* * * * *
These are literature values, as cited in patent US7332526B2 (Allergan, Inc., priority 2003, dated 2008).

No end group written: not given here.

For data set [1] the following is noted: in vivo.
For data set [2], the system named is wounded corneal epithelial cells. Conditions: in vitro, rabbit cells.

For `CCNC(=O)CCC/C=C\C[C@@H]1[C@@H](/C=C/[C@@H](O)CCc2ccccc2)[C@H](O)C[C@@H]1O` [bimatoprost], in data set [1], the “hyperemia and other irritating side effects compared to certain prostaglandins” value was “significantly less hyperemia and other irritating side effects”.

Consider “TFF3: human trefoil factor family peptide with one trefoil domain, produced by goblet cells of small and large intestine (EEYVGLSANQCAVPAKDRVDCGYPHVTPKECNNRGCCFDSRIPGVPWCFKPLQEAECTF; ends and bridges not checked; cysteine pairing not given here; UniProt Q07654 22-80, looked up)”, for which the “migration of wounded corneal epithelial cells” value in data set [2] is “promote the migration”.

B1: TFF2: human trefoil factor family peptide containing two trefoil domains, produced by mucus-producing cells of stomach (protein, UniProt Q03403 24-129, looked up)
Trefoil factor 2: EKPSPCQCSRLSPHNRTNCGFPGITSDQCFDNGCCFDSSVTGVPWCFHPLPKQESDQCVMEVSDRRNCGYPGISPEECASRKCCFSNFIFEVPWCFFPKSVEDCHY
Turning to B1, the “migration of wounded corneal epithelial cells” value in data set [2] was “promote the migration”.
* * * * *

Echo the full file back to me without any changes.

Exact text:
These are literature values, as cited in patent US7332526B2 (Allergan, Inc., priority 2003, dated 2008).

No end group written: not given here.

For data set [1] the following is noted: in vivo.
For data set [2], the system named is wounded corneal epithelial cells. Conditions: in vitro, rabbit cells.

For `CCNC(=O)CCC/C=C\C[C@@H]1[C@@H](/C=C/[C@@H](O)CCc2ccccc2)[C@H](O)C[C@@H]1O` [bimatoprost], in data set [1], the “hyperemia and other irritating side effects compared to certain prostaglandins” value was “significantly less hyperemia and other irritating side effects”.

Consider “TFF3: human trefoil factor family peptide with one trefoil domain, produced by goblet cells of small and large intestine (EEYVGLSANQCAVPAKDRVDCGYPHVTPKECNNRGCCFDSRIPGVPWCFKPLQEAECTF; ends and bridges not checked; cysteine pairing not given here; UniProt Q07654 22-80, looked up)”, for which the “migration of wounded corneal epithelial cells” value in data set [2] is “promote the migration”.

B1: TFF2: human trefoil factor family peptide containing two trefoil domains, produced by mucus-producing cells of stomach (protein, UniProt Q03403 24-129, looked up)
Trefoil factor 2: EKPSPCQCSRLSPHNRTNCGFPGITSDQCFDNGCCFDSSVTGVPWCFHPLPKQESDQCVMEVSDRRNCGYPGISPEECASRKCCFSNFIFEVPWCFFPKSVEDCHY
Turning to B1, the “migration of wounded corneal epithelial cells” value in data set [2] was “promote the migration”.